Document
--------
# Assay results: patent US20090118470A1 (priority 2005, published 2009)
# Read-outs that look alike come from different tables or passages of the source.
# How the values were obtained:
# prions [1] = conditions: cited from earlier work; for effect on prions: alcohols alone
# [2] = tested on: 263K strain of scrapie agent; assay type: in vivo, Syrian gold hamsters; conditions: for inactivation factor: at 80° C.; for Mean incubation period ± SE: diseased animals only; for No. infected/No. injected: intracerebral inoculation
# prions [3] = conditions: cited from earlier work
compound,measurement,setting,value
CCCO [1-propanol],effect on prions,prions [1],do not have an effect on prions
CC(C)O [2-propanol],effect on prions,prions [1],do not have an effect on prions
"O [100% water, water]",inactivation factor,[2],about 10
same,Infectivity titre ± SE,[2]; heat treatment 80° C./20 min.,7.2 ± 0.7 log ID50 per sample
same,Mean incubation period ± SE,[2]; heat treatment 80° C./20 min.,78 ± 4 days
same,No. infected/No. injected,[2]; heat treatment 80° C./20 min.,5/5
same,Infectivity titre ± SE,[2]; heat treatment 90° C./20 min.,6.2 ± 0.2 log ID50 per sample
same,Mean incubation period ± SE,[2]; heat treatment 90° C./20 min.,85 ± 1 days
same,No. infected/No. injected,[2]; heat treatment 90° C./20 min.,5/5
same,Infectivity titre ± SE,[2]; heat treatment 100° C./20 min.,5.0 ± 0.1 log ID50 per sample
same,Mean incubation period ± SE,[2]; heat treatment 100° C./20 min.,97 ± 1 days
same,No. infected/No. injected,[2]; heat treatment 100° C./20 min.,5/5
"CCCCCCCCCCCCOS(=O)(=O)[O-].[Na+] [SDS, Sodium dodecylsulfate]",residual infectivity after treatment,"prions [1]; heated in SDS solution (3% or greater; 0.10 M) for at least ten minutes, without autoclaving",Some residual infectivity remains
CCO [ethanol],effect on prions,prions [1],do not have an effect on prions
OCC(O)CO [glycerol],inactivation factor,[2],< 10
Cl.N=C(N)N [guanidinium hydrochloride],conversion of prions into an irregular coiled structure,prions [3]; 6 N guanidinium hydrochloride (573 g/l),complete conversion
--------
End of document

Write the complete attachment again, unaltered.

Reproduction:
# Assay results: patent US20090118470A1 (priority 2005, published 2009)
# Read-outs that look alike come from different tables or passages of the source.
# How the values were obtained:
# prions [1] = conditions: cited from earlier work; for effect on prions: alcohols alone
# [2] = tested on: 263K strain of scrapie agent; assay type: in vivo, Syrian gold hamsters; conditions: for inactivation factor: at 80° C.; for Mean incubation period ± SE: diseased animals only; for No. infected/No. injected: intracerebral inoculation
# prions [3] = conditions: cited from earlier work
compound,measurement,setting,value
CCCO [1-propanol],effect on prions,prions [1],do not have an effect on prions
CC(C)O [2-propanol],effect on prions,prions [1],do not have an effect on prions
"O [100% water, water]",inactivation factor,[2],about 10
same,Infectivity titre ± SE,[2]; heat treatment 80° C./20 min.,7.2 ± 0.7 log ID50 per sample
same,Mean incubation period ± SE,[2]; heat treatment 80° C./20 min.,78 ± 4 days
same,No. infected/No. injected,[2]; heat treatment 80° C./20 min.,5/5
same,Infectivity titre ± SE,[2]; heat treatment 90° C./20 min.,6.2 ± 0.2 log ID50 per sample
same,Mean incubation period ± SE,[2]; heat treatment 90° C./20 min.,85 ± 1 days
same,No. infected/No. injected,[2]; heat treatment 90° C./20 min.,5/5
same,Infectivity titre ± SE,[2]; heat treatment 100° C./20 min.,5.0 ± 0.1 log ID50 per sample
same,Mean incubation period ± SE,[2]; heat treatment 100° C./20 min.,97 ± 1 days
same,No. infected/No. injected,[2]; heat treatment 100° C./20 min.,5/5
"CCCCCCCCCCCCOS(=O)(=O)[O-].[Na+] [SDS, Sodium dodecylsulfate]",residual infectivity after treatment,"prions [1]; heated in SDS solution (3% or greater; 0.10 M) for at least ten minutes, without autoclaving",Some residual infectivity remains
CCO [ethanol],effect on prions,prions [1],do not have an effect on prions
OCC(O)CO [glycerol],inactivation factor,[2],< 10
Cl.N=C(N)N [guanidinium hydrochloride],conversion of prions into an irregular coiled structure,prions [3]; 6 N guanidinium hydrochloride (573 g/l),complete conversion